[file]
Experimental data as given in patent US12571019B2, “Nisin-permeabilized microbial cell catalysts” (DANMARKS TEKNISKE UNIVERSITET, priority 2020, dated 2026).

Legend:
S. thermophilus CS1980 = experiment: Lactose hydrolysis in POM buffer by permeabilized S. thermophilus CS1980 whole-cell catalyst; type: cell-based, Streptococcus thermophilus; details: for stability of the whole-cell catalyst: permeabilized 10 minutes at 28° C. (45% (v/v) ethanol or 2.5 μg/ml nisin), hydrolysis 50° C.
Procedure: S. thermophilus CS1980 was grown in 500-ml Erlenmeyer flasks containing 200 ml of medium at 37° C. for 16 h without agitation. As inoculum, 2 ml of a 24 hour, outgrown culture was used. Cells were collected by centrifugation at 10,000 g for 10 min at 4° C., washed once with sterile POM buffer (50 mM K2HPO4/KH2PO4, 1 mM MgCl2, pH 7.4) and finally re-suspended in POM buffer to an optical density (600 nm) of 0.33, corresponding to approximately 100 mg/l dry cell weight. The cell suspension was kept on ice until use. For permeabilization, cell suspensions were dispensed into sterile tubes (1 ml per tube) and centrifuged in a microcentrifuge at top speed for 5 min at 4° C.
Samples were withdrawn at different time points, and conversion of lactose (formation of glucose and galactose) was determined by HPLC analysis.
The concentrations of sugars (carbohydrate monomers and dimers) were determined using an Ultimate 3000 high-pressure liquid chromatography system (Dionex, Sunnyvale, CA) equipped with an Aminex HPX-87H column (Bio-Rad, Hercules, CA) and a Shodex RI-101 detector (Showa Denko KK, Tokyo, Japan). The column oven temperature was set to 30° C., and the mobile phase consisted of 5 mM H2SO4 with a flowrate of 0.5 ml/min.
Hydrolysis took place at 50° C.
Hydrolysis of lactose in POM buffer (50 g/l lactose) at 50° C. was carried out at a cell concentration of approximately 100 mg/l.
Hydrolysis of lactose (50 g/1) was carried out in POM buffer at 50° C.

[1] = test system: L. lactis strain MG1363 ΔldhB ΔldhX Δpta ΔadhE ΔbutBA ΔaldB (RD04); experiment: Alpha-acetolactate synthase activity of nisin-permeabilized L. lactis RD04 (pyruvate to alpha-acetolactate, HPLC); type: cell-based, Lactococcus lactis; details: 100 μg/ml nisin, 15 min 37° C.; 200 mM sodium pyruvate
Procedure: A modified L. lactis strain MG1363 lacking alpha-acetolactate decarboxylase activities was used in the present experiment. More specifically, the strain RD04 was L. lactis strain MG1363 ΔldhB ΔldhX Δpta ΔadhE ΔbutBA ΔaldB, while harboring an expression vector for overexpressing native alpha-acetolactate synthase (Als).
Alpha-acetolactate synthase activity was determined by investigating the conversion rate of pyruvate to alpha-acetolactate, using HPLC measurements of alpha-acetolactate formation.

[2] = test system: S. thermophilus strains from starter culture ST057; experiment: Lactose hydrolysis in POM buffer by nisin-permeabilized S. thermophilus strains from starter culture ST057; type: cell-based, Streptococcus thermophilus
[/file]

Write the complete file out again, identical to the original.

Experimental data as given in patent US12571019B2, “Nisin-permeabilized microbial cell catalysts” (DANMARKS TEKNISKE UNIVERSITET, priority 2020, dated 2026).

Legend:
S. thermophilus CS1980 = experiment: Lactose hydrolysis in POM buffer by permeabilized S. thermophilus CS1980 whole-cell catalyst; type: cell-based, Streptococcus thermophilus; details: for stability of the whole-cell catalyst: permeabilized 10 minutes at 28° C. (45% (v/v) ethanol or 2.5 μg/ml nisin), hydrolysis 50° C.
Procedure: S. thermophilus CS1980 was grown in 500-ml Erlenmeyer flasks containing 200 ml of medium at 37° C. for 16 h without agitation. As inoculum, 2 ml of a 24 hour, outgrown culture was used. Cells were collected by centrifugation at 10,000 g for 10 min at 4° C., washed once with sterile POM buffer (50 mM K2HPO4/KH2PO4, 1 mM MgCl2, pH 7.4) and finally re-suspended in POM buffer to an optical density (600 nm) of 0.33, corresponding to approximately 100 mg/l dry cell weight. The cell suspension was kept on ice until use. For permeabilization, cell suspensions were dispensed into sterile tubes (1 ml per tube) and centrifuged in a microcentrifuge at top speed for 5 min at 4° C.
Samples were withdrawn at different time points, and conversion of lactose (formation of glucose and galactose) was determined by HPLC analysis.
The concentrations of sugars (carbohydrate monomers and dimers) were determined using an Ultimate 3000 high-pressure liquid chromatography system (Dionex, Sunnyvale, CA) equipped with an Aminex HPX-87H column (Bio-Rad, Hercules, CA) and a Shodex RI-101 detector (Showa Denko KK, Tokyo, Japan). The column oven temperature was set to 30° C., and the mobile phase consisted of 5 mM H2SO4 with a flowrate of 0.5 ml/min.
Hydrolysis took place at 50° C.
Hydrolysis of lactose in POM buffer (50 g/l lactose) at 50° C. was carried out at a cell concentration of approximately 100 mg/l.
Hydrolysis of lactose (50 g/1) was carried out in POM buffer at 50° C.

[1] = test system: L. lactis strain MG1363 ΔldhB ΔldhX Δpta ΔadhE ΔbutBA ΔaldB (RD04); experiment: Alpha-acetolactate synthase activity of nisin-permeabilized L. lactis RD04 (pyruvate to alpha-acetolactate, HPLC); type: cell-based, Lactococcus lactis; details: 100 μg/ml nisin, 15 min 37° C.; 200 mM sodium pyruvate
Procedure: A modified L. lactis strain MG1363 lacking alpha-acetolactate decarboxylase activities was used in the present experiment. More specifically, the strain RD04 was L. lactis strain MG1363 ΔldhB ΔldhX Δpta ΔadhE ΔbutBA ΔaldB, while harboring an expression vector for overexpressing native alpha-acetolactate synthase (Als).
Alpha-acetolactate synthase activity was determined by investigating the conversion rate of pyruvate to alpha-acetolactate, using HPLC measurements of alpha-acetolactate formation.

[2] = test system: S. thermophilus strains from starter culture ST057; experiment: Lactose hydrolysis in POM buffer by nisin-permeabilized S. thermophilus strains from starter culture ST057; type: cell-based, Streptococcus thermophilus